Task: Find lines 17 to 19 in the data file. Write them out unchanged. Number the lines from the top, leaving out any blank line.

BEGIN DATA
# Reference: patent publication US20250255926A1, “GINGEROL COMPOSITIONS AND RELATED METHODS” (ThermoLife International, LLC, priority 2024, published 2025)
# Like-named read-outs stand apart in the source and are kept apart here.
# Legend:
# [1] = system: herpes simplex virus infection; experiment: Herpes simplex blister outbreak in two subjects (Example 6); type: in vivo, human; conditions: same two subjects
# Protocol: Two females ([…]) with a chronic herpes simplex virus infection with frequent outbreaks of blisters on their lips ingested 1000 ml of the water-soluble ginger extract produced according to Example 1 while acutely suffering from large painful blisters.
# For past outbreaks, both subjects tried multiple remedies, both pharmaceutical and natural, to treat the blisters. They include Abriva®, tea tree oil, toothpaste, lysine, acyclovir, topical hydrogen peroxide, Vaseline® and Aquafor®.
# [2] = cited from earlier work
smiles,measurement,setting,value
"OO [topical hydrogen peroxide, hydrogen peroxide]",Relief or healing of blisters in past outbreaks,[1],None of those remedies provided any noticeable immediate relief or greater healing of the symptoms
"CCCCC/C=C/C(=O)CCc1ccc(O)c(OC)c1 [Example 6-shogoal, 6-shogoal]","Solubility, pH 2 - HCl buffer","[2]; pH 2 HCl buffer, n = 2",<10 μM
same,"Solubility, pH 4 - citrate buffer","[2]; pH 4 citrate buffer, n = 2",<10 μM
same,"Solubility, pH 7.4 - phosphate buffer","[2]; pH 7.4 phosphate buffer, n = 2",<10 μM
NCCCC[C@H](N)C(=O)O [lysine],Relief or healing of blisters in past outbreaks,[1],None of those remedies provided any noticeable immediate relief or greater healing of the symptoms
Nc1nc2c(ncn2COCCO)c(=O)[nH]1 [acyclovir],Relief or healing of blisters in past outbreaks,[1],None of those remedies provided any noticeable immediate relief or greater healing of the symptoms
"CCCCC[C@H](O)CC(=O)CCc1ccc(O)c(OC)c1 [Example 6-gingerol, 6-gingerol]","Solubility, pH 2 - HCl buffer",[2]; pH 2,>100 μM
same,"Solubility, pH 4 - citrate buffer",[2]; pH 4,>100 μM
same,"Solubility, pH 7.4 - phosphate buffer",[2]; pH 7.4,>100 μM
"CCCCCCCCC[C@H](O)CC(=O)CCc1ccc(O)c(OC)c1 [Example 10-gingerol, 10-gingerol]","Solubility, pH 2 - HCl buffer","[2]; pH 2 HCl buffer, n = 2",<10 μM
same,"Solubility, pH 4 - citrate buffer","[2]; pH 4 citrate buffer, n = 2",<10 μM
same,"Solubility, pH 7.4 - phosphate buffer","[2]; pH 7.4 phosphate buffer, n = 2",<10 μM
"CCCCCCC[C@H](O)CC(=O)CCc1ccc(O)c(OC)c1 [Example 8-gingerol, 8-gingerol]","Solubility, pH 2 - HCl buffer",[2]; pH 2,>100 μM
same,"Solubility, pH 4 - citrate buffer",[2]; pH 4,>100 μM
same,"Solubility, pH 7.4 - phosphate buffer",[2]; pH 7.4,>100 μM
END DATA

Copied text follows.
same,"Solubility, pH 7.4 - phosphate buffer",[2]; pH 7.4,>100 μM
"CCCCCCCCC[C@H](O)CC(=O)CCc1ccc(O)c(OC)c1 [Example 10-gingerol, 10-gingerol]","Solubility, pH 2 - HCl buffer","[2]; pH 2 HCl buffer, n = 2",<10 μM
same,"Solubility, pH 4 - citrate buffer","[2]; pH 4 citrate buffer, n = 2",<10 μM